Hofstra has struggled to an 11-13 record. There’s a bright spot, however. The Pride has scored on 48 percent of its possessions exiting a timeout, which leads the nation. Unlike Rhoades at Rice, Hofstra coach Joe Mihalich was unaware his team has performed so well out of the huddle.

It’s hardly a fluke, though. The Pride were top 30 each of the last two seasons as well.

The Pride works on out-of-bounds and deadball situations in practice, but interestingly enough spends the majority of time on the defensive end. (Hofstra is 293rd in the nation, allowing 10.7 points per game out of a timeout.)

“I think you look at the matchup. Who was playing well at the time, who has the hot hand,” Mihalich said. “Wouldn’t everybody do that? Who doesn’t do that?”

  Hofstra Pride center Rokas Gustys (11) has been a fixture down low for the Pride in CAA play.
This has been a difficult season at UConn. Injuries have decimated the starting lineup and hindered the Huskies’ offensive development. They are 244th in the nation, scoring .846 points per possession in the halfcourt. But coach Kevin Ollie’s timeouts have generated 1.037 points per trip, seventh in the nation.

Drexel is rebuilding under coach Zach Spiker, who took over the program after a successful run at Army. The Dragons have a freshman backcourt and erratic frontcourt, and have mustered only .866 points on the average halfcourt possession (204th in nation). They’ve thrived out of timeouts, though, producing 1.03 points on those 11.2 possessions each game. That should offer some hope for the future.

Of course, for every team trying to score after a timeout, there’s a team trying to stop them.

 Top 10 - points allowed per possession after a timeout

Team

Poss / Gm

PPP

Gonzaga

10.8

0.536

Harvard

11

0.588

Clemson

12.4

0.615

Oregon

11.2

0.646

Cincinnati

12

0.658

UMass

10.9

0.661

Oklahoma

12

0.672

Wisconsin

11.4

0.685

Minnesota

12.4

0.668

Yale

11.8

0.669

Advance scouting, game observation and gut instinct help coaches make the right call in a huddle. Clemson’s Brad Brownell is in his 15th season as a head coach. Over the years, he’s learned that the less information he heaps onto his players in a timeout, the better.

“Having a clear, concise message is important,” he said. “In a shorter timeout of 30 seconds it might be just giving them one thought as it pertains to what they’re trying to defend, preparation for something that could happen, anticipating, a couple of different play calls or whatever it is.”

The Tigers are 13-8 overall and 3-6 in the ACC, and some of their struggles can be traced to the defensive end, unusual for a Brownell team. In conference games, the Tigers are ninth in adjusted defensive efficiency. Yet, while they’ve allowed .833 points per possession in the halfcourt (100th in the nation), they trail only Gonzaga and Harvard in points allowed after timeouts (.615). Because most of his players tie their identity to their offensive production, Brownell suggests, their defense suffers as possessions drag on.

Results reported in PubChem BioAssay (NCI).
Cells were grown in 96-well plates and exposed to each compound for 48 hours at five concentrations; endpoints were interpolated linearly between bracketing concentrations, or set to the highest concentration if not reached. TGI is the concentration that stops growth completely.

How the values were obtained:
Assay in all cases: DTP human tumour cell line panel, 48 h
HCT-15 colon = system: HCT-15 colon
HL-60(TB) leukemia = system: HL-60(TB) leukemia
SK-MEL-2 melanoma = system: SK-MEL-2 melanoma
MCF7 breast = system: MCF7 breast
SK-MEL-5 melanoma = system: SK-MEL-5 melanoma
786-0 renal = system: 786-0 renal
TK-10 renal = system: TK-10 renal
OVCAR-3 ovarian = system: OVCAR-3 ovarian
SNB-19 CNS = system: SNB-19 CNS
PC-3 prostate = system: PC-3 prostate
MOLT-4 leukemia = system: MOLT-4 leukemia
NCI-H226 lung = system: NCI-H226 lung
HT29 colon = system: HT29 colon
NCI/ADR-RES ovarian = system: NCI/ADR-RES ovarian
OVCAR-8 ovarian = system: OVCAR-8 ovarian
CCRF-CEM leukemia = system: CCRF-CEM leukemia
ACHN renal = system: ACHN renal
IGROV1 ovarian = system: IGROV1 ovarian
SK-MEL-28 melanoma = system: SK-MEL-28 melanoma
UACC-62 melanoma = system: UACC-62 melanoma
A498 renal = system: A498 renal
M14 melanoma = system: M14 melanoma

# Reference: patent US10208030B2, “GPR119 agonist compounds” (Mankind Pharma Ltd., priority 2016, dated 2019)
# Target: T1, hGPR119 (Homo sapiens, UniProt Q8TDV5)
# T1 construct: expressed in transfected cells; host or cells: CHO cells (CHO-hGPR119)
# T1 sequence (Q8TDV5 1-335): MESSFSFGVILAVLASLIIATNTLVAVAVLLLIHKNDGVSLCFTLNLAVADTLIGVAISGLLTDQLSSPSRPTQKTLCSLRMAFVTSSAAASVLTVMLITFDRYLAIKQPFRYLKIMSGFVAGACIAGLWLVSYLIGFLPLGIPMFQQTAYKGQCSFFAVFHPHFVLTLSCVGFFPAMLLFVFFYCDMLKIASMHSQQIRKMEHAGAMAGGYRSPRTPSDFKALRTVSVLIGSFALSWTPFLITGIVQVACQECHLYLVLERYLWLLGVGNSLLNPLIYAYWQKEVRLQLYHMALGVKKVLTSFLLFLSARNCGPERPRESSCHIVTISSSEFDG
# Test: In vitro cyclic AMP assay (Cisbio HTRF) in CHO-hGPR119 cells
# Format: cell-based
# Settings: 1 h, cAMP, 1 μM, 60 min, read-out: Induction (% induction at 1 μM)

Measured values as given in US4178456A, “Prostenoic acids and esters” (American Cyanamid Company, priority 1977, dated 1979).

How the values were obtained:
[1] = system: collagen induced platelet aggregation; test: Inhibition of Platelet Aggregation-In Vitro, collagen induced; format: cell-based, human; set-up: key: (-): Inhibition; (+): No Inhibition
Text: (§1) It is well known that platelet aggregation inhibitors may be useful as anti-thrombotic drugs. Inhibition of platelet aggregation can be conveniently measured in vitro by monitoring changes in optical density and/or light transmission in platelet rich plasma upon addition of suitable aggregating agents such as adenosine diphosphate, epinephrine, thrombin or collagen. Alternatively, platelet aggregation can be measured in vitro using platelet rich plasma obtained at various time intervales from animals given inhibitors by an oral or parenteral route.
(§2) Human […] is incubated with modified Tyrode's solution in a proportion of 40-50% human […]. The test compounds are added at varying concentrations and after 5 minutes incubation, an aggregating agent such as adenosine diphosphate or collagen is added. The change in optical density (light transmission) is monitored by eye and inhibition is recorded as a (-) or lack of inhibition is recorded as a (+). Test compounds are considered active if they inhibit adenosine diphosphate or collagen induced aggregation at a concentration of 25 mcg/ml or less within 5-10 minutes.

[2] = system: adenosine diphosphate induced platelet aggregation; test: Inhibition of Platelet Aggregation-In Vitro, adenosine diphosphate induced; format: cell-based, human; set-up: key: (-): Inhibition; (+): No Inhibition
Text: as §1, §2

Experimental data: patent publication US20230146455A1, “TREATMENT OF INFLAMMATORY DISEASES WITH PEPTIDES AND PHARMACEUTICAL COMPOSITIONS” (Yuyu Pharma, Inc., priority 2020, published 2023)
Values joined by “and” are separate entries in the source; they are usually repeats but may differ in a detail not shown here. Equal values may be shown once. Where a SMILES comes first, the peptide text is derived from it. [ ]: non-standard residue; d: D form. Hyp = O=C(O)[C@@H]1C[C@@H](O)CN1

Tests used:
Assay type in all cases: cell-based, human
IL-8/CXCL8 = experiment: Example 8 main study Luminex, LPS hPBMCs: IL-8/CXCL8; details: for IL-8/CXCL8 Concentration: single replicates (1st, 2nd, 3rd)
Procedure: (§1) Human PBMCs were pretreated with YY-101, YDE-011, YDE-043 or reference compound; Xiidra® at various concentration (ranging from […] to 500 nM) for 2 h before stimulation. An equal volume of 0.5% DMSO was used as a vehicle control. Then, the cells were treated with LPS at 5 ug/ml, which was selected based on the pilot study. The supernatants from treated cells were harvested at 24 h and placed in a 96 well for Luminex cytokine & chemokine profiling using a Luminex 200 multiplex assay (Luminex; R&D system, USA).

“You go back to who you are and maybe forget the details and what you practiced,” Brownell said. “Maybe we’re better coming out of timeouts because we’re reminding them of that.”

The words of wisdom also work on the other end for Clemson.

  Clemson forward Donte Grantham (15) and head coach Brad Brownell (right) know they have work to do.
The Tigers score 11.6 points a game after timeouts. They win the timeout battle by an average of four points a game.

UNC Asheville won the Big South last season, earning the conference’s automatic bid to the NCAA tournament. The Bulldogs are tied for first entering a trip to High Point this weekend. Part of their success is tied to winning the timeout game. Coming out on top of those dozen skirmishes in a 40-minute game is emphasized daily. In turn, they score 11.7 points out of timeouts and allow 9.2 per game, ranking in the top 25 nationally in point differential.

“We talk to our team that they’re the hidden possessions in a game, kind of like special teams in football,” McDevitt said. “Stay alert. Don’t give ‘em free baskets on baseline out-of-bounds plays. When we’re on defense let’s make ‘em play 5-on-5. The other guys are good enough, they’re going to score against our defense.”

Top 10 - point differential offense to defense out of timeout

Gonzaga

+5.0

23-0

UConn

+4.1

10-11

Clemson

+4.0

13-8

West Virginia

+3.6

18-4

Duke

+3.5

17-5

Florida Gulf Coast

+3.4

18-6

Vanderbilt

+3.4

11-11

Kansas State

+3.3

15-7

Rhode Island

+3.3

14-7

Rice

+3.2

14-8